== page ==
Republicans and Democrats on Captiol Hill continue to fight over whether the new Consumer Financial Protection Bureau should be subject to the congressional appropriations process — that is, whether Congress should directly control how much money the fledgling agency can spend each year.

In the meantime, the CFPB funds itself through a bank account at the New York Fed.

Under the Dodd-Frank law, the CFPB gets its money from transfers from the Federal Reserve System, up to specific caps set by the law. The Fed can’t turn down requests under that cap.

The caps are fixed percentages of the Fed’s operating expenses, which works out to the following:
–10% of Fed operating expenses in fiscal 2011 or $498 million
–11% of Fed operating expenses in fiscal 2012 or $547.8 million
–12% in fiscal 2013 or $597.6 million
–12% each fiscal year thereafter, subject to annual adjustments for inflation

So they’re a completely unaccountable, self-funded government group who’ve just made up the rule that they can shut down any business at any time, giving themselves virtually unlimited power to unilaterally destroy any company or enterprise.

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It would seem that no advanced civilization has yet developed without a government which saw its chief aim in the protection of private property, but that again and again the further evolution and growth to which this gave rise was halted by “strong” government.

Governments strong enough to protect individuals against the violence of their fellows make possible the evolution of an increasingly complex order of spontaneous and voluntary cooperation.

Sooner or later, however, they tend to abuse that power and to suppress the freedom they had earlier secured in order to enforce their own presumedly greater wisdom and not to allow “social institutions to develop in a haphazard manner” (to take a characteristic expression that is found under the heading ‘social engineering’ in the Fontana/Harper Dictionary of Modern Thought (1977)).

– F.A. Hayek, The Fatal Conceit: The Errors of Socialism

Hayek

He begins this discussion in Chapter 2 of the book and references classical antiquity and the trading societies surrounding the Mediterranean as a prime example of nations that went through that rise and decline, but as noted, modern society is going through much the same thing.  The Anointed, to borrow Thomas Sowell’s phrase, know better and begin to “nudge” society where they want it to go.  As Jonah Goldberg noted, American totalitarianism and government control comes with a smiley face, though they’re making pseudo-erudite academic arguments for more outright thuggery.

“The natural progress of things is for liberty to yield, and government to gain ground.”

– Thomas Jefferson

Transcript here.

Via Drudge, from ZeroHedge:

labor force participation jan 2014

The labor force participation rate is dropping again, both as boomers retire and everyone else gets fired and gives up, or quits and goes on welfare as they ask themselves “why am I working when I could be mooching?”

not in labor force jan 2014

The overall numbers keep increasing, and that’s what’s keeping the unemployment rate down.

This is like having two kids in college and saying they just improved their overall GPA… because the one with poorer grades dropped out.

The Obama administration will use the drop in unemployment to say how we’re “recovering”, but we’re ultimately losing jobs (though RINOs and Democrats say we need amnesty to fill all the jobs we have… that Americans can’t seem to get).  We’re losing jobs, we’re losing real wages, we’re losing quality of life, and the only people gaining are the redistributors who are giving handouts to the newly unemployed in order to buy their votes.  The welfare state is having its desired effects for those who wish to control and lord over the welfare state.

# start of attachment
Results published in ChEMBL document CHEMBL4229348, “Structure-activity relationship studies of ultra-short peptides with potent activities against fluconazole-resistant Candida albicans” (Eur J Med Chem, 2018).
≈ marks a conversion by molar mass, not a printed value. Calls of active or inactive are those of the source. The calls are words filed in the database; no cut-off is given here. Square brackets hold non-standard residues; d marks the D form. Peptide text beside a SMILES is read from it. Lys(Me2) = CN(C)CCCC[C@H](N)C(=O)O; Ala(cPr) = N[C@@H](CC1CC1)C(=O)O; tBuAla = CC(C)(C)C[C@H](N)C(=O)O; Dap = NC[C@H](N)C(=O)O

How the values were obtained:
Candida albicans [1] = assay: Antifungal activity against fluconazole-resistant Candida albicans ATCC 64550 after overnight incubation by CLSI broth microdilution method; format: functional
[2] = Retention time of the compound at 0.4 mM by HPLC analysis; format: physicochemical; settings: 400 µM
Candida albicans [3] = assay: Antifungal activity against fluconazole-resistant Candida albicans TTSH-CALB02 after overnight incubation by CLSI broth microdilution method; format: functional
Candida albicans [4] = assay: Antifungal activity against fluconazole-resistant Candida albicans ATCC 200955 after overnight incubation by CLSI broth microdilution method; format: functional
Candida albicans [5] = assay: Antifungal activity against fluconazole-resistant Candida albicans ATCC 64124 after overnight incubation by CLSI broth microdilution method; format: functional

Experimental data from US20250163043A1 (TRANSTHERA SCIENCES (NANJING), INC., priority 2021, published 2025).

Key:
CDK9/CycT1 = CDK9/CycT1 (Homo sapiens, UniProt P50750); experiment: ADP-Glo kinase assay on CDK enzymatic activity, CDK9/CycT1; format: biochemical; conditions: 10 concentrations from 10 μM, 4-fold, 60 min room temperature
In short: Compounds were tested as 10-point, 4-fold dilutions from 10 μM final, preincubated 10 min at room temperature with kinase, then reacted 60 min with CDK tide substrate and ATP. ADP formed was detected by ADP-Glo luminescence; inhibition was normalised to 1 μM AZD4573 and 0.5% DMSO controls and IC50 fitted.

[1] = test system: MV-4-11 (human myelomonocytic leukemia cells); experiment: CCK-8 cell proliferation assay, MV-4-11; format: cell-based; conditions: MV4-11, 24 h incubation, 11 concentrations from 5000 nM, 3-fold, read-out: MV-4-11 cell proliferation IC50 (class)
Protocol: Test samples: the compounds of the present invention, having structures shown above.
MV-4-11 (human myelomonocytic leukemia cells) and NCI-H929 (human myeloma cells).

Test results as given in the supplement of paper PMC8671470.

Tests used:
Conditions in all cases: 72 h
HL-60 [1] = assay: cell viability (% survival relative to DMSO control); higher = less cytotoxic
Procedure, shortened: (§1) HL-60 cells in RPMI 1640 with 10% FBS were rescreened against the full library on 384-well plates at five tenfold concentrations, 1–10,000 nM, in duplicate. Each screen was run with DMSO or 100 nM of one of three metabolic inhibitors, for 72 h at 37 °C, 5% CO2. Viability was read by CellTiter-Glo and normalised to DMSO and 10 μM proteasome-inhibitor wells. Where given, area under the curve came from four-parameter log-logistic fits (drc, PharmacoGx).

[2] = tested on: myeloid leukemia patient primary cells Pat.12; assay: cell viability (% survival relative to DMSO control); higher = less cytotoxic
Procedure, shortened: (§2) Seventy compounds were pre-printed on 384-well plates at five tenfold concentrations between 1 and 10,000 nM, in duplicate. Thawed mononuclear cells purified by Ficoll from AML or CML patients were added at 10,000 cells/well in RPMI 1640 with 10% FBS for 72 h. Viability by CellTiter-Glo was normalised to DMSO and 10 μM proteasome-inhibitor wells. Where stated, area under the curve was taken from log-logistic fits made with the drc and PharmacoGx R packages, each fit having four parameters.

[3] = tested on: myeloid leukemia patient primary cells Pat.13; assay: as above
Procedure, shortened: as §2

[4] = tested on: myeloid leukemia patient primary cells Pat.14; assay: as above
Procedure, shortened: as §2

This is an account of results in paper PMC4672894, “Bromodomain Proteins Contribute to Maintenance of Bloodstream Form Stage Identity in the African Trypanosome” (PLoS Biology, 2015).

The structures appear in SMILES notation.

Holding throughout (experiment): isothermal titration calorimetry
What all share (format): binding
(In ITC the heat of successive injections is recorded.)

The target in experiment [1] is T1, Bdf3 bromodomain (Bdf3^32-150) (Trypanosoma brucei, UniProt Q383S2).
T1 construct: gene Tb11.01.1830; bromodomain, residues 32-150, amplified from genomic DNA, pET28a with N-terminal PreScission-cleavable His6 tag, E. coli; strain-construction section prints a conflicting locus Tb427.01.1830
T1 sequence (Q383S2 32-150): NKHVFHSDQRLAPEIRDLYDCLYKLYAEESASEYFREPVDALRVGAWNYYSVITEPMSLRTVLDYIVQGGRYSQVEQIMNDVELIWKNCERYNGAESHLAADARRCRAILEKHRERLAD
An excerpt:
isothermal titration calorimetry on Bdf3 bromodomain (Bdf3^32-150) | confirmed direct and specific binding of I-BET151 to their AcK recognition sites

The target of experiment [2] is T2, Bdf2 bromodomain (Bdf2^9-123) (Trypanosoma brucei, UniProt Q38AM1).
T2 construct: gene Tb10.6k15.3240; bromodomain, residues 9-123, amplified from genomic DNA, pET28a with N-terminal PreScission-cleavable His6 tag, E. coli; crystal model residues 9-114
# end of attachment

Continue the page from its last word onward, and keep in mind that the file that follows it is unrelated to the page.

In a dispassionate, purely economic view, she has an economic incentive to not work.  Her behavior is reprehensible to those who work, but in an amoral view, her behavior is quite logical.

Parasitism is rewarded, and if it provides all she desires, why not be a parasite?

Margaret Thatcher gave conservatives/libertarians/classic liberals the answer in a simple sentence years ago:

margaret-thatcher other peoples money

To the individual riding the socialist gravy train, however, that’s not a concious concern.  The welfare recipient isn’t concerned about where the next handout is going to come from as long as they keep coming, and if the handouts stop, there’s always someone to blame and some politician willing to buy votes.  The career welfare recipient is almost always someone who isn’t concerned about their long-term well-being, otherwise they’d be actively working to improve their lot in life.  Those rare few that are concerned are those who demand more from others simply because they exist.

At the point that the handouts stop completely, they’ll either starve or work.  Whether that’s because of welfare reform that stops giving people disincentives to work or whether the system collapses and no longer can give handouts, either way, the practically Randian caricature of the moocher exemplified by that caller will simply cease to exist.

If that career welfare recipient is forced to starve or work because welfare goes away by reasoned economic decision-making in government, there’s going to be gnashing of teeth, bleeding hearts bleeding, and knee-jerkers jerking knees.  There will also be private charities for those who truly need, rather than the taxation at gunpoint that leads leftists who “care about the poor” to ignore the poor since they have government to care for them.

If that career welfare recipient is forced to starve or work because welfare has gone away because of collapsing government